Modern Medicine

Game-changing care for addressing musculoskeletal pain

Choosing the Right
Treatment for Pain

Game-changing care provides patients with more options for addressing musculoskeletal pain

Maybe your ACL is torn, or your elbow injury is interfering with your golf game. You know you need help and that treatment may be time-consuming and costly.

Accurately diagnosing the source of pain caused by musculoskeletal injuries can be complicated. Elbow pain, for instance, could be caused by any one of a variety of injuries. So for Dr. Hollis Potter, chair of the Department of Radiology and Imaging at Hospital for Special Surgery (HSS) in New York, diagnosing a patient’s injury involves intricate detective work. The pursuit of pain has been her life’s work.

“We're solving a problem, solving a puzzle,” says Potter. “If you come in with shoulder pain, my role in your care is to figure it out and show the surgeon or your clinician exactly what's wrong with your shoulder.”

Medical sleuthing helps determine the best surgical approaches to an injury. “What I'm trying to avoid,” says Potter, “is your surgeon in the recovery room looking at his shoes and saying, 'I'm really sorry, but we didn't expect to find this and I had to do another operation.' And suddenly you're faced with a very different rehab that you didn't expect.”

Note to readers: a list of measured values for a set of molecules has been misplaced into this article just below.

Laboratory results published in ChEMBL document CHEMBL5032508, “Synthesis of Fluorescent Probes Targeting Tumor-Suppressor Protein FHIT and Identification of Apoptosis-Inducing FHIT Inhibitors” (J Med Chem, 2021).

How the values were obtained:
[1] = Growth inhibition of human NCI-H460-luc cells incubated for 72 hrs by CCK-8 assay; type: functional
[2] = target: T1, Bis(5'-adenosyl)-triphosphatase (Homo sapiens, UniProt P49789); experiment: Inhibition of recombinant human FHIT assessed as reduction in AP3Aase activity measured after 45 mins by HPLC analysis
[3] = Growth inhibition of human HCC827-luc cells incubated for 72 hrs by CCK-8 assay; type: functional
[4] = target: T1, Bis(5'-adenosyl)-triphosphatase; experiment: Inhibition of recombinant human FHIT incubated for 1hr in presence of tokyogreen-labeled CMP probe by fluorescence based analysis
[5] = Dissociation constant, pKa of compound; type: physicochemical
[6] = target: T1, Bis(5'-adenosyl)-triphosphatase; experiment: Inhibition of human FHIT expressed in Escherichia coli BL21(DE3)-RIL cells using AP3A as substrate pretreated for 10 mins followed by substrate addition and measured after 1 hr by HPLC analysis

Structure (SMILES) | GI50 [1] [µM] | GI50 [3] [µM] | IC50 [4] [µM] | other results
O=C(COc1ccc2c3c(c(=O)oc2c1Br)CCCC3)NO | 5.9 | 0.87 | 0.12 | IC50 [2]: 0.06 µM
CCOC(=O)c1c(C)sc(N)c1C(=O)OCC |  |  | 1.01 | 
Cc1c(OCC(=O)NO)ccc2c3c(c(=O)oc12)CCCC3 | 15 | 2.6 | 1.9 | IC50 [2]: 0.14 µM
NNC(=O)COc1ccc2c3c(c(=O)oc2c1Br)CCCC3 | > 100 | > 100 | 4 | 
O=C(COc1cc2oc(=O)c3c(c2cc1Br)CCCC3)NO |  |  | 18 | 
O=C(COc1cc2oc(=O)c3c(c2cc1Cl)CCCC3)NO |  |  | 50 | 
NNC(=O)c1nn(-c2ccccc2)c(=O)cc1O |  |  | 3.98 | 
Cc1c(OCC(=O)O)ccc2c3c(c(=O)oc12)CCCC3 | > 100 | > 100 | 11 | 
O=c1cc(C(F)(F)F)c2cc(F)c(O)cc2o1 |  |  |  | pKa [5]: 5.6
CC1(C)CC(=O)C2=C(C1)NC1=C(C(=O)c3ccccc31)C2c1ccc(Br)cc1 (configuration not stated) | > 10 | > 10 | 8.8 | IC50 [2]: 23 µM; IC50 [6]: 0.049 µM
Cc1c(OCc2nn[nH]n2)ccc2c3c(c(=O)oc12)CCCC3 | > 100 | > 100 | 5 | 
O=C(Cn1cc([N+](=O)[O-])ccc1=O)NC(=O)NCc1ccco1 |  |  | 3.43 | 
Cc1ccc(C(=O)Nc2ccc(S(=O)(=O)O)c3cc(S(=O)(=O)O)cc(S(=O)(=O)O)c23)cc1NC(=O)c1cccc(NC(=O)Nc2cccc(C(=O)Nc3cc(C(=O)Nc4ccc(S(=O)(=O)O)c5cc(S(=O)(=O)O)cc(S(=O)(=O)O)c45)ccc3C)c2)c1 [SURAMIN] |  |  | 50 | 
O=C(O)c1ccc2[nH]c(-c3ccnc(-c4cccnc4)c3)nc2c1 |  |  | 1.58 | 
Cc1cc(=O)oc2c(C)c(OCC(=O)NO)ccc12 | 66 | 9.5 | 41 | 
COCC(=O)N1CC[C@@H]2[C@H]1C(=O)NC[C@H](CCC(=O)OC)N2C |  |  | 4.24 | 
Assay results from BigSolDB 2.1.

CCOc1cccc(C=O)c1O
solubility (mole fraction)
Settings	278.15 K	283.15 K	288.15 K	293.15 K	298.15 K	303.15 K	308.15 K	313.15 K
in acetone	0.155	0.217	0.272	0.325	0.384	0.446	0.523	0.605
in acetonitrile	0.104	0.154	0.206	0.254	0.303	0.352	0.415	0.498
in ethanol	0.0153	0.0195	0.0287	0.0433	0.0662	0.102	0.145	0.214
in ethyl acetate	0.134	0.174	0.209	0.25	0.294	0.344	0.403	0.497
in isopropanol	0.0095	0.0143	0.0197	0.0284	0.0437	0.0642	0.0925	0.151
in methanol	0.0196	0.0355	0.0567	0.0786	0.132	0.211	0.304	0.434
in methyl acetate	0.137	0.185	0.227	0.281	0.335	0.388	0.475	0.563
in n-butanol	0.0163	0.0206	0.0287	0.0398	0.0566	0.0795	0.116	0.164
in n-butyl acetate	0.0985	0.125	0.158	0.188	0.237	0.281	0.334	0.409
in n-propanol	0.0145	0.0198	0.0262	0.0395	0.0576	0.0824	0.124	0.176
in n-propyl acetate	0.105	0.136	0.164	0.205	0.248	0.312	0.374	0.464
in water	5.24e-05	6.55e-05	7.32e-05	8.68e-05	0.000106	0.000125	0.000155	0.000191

Sometimes the right solution is not to fix. According to Dr. Todd Albert, surgeon-in-chief and medical director at HSS, often a patient's first impulse is to ask for corrective surgery to resolve a musculoskeletal problem. But detailed MR imaging can show when a less invasive treatment, such as physical therapy obviates the need for surgery.

“I always say to patients, you can always do surgery, but you can't very easily undo surgery,” says Albert. “The cost of having a wrong spine surgery may lead to another and another, and that's an enormous cost. Getting the right diagnosis the first time leads to a lot of efficiency, value and the correct treatment the first time.”

Changing the Game

Since Potter's career began in 1990, imaging technology has advanced dramatically, leading to better patient care and more efficient diagnostics. She’s been at the forefront of that evolution.

“People were coming in with pain following joint replacement,” Potter recalls. “The clinicians would go through a standard algorithm of reviewing an x-ray. The x-ray would look great, and they still couldn't explain why the person was uncomfortable.”

In the past, x-rays were the standard for imaging when it came to arthroplasty, or joint replacement. Since most implants were constructed with metal parts, many doctors believed that Magnetic Resonance Imaging, or MRI, would distort the image produced or potentially be unsafe. “It was somewhat heretical to take a big piece of metal inside a patient and put it inside a big magnet,” Potter says.

But Potter was one of the earliest doctors to realize the safety of using MR imaging after joint replacement and prove its efficacy through research.